When a stroke is a stroke mimic?

If you are familiar with the signs of a stroke – one side of the face drooping, weakness in the arms and difficulty speaking – then you know it is important to seek immediate medical attention. When patients arrive at emergency departments exhibiting these symptoms, patients, family and emergency medical personnel think of stroke first and begin treatment as quickly as possible. Time is brain when a stroke strikes. However, Medical Director of the Oklahoma Stroke & Neurological Institute at Hillcrest Medical Center Andre Fredieu, M.D., said there is reason to pause if something doesn’t seem exactly right. “I always consider stroke first, unless there are unusual symptoms,” he said. “Conditions that look like a stroke may actually not be a stroke, but a stroke mimic.”

Stroke mimics are other medical conditions that present similar symptoms of a stroke that are non-vascular conditions. One of the most common stroke mimics is a seizure, which researchers believe account for as many as 20% of all stroke mimics. Other common stroke mimics include migraines, syncope, sepsis, brain tumor and metabolic derangement (low sodium or low blood sugar). “It is important to be aware of these mimics so patients who are not having a stroke do not get the acute treatment for a stroke, like tPA (tissue plasminogen activator), when they don’t need it,” Fredieu said. “I would estimate 15-20% of patients who come to the emergency center at Hillcrest with stroke symptoms actually have a stroke mimic.” National research indicates that number could be as high as 30%.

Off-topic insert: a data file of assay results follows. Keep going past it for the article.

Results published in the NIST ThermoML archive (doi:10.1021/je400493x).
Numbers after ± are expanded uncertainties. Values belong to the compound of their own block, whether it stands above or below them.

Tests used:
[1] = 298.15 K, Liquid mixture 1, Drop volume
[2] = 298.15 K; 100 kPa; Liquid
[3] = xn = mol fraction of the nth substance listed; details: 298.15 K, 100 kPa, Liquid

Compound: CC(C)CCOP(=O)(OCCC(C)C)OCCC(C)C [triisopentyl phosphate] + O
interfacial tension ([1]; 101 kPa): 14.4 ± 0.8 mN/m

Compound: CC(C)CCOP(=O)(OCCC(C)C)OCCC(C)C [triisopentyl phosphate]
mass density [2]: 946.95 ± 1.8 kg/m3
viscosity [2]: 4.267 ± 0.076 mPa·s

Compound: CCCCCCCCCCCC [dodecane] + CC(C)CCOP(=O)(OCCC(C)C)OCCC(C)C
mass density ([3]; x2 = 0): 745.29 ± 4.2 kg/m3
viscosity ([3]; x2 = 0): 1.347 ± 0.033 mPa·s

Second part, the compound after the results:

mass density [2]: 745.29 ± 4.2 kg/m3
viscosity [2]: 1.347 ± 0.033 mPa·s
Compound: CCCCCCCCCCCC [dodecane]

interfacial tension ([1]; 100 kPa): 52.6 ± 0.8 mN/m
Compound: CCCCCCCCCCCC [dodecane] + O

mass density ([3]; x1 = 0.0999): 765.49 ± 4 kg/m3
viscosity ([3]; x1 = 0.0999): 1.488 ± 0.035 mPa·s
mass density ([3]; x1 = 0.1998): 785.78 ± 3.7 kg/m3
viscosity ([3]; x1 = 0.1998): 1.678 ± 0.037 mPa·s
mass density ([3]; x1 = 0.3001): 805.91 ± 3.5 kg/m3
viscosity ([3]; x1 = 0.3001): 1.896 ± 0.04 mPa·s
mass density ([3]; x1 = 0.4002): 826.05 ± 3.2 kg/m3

How can medical personnel determine who is having a stroke and who is having a stroke mimic, especially when time is critical? Fredieu says both the patient’s history of the onset of symptoms, as well as a clinical exam including head CT or MRI imaging will rule in or rule out stroke. “When a patient is having a transient ischemic stroke (TIA), there are abrupt symptoms,” he says. “If it is a stroke, the symptoms appear simultaneously. With other conditions like complicated migraines or seizures, weakness may start in one arm and then move to another part of the body, like a leg, with a stroke mimic. If the patient says they have generalized weakness that is not what we typically see with a stroke. Then we have the clinical examination using imaging to determine if a stroke has occurred.”

Patients and family members can assist medical personnel with detailed information about the patient’s history. If they have a personal history of migraines or seizures, for example, it is important to share that with the staff when they arrive at the emergency center. However, Fredieu said symptoms that look like a stroke should never cause anyone to delay seeking treatment. “We don’t want our patients to feel like they have to have a medical degree,” he said. “They need to go for a clinical evaluation immediately. Don’t self diagnose.”

Stroke mimics vary with age, Fredieu said. “Under the age of 50, most stroke mimics are migraines, epilepsy, seizures, multiple sclerosis or high blood pressure that causes swelling in the brain,” he said. “Over the age of 50, most patients experiencing a stroke mimic are the result of epilepsy, metabolic derangement or a mass lesion in the brain.”

Fredieu said that while stroke mimics are not new medical conditions by any means, awareness of the need to diagnose a mimic when the clear signs of a stroke are not present is a growing understanding. “There is a greater understanding now,” he said. “It takes years of experience to feel comfortable making these diagnoses. That is why it is important neurology care is available to emergency medical personnel.”

To learn more about the Oklahoma Stroke & Neurological Institute, please click here. Hillcrest Medical Center is a certified Primary Stroke Center.